822.00 Revolutions/71: Telegram
The Minister in Ecuador (Gonzalez) to the Secretary of State
[Received September 30—12:15 p.m.]
46. Supplementing my telegram No. 45, September 27, noon, the position of the de facto government now appears to be consolidated. Armed forces in Guayaquil have withdrawn opposition to the movement in view of energetic action adopted by Quito leaders in sending troops. Trusted officers have been placed in key positions on the coast and recalcitrant commissioned and noncommissioned officers are being transferred inland. Government and armed forces are indicating determination to act with energy and to consummate the movement. Liberal Radical Party is actively supporting the authorities. The attitude of the extreme left is not yet determined but it is believed that it will not be antagonistic. Arrival of Larrea Alba did not elicit popular demonstration expected.
Paez has issued manifests setting forth that regime will remain in power only for the period necessary to formulate and approve a new constitution and that meanwhile he will take measures necessary to remove political anxiety and to solve important problems. Details of his program have not yet been revealed but it is anticipated that a special commission will be appointed to draft the constitution and then within 60 to 90 days a constitutional assembly will be appointed or elected.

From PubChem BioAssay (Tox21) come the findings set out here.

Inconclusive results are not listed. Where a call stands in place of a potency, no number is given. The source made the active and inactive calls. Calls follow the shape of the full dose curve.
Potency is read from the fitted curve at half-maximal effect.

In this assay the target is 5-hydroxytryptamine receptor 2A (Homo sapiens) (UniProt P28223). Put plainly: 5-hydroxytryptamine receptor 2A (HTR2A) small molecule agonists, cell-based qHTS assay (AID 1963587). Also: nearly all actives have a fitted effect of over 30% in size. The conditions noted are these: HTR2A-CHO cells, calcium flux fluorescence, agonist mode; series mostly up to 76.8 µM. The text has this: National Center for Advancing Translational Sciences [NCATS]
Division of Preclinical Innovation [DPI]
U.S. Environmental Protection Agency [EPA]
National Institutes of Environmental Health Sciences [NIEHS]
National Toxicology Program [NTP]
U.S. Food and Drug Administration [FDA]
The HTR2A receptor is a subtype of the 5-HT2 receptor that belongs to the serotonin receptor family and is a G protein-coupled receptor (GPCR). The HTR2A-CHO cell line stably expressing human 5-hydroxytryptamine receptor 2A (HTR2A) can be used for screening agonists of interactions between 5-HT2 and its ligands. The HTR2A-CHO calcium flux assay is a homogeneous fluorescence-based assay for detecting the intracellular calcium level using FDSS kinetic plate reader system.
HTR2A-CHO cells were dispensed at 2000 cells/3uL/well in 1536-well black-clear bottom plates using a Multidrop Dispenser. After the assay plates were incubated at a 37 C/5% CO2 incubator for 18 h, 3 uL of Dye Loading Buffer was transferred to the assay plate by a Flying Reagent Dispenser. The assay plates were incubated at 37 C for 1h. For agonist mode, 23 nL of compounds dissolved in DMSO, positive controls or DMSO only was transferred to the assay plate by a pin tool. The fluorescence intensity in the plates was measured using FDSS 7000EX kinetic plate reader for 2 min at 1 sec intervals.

The uncertain factor is the attitude which the Conservative Party may adopt. The establishment of the military dictatorship was effected primarily to prevent the certain election of a conservative. The deportation of its two principal leaders was obviously intended to weaken its opposition. Moreover it is reported that the constitutional reforms contemplated are aimed directly to undermine its voting strength and that it will not be accorded appropriate representation in the assembly. The consensus of opinion is that the party is not now militant and that it will probably await developments.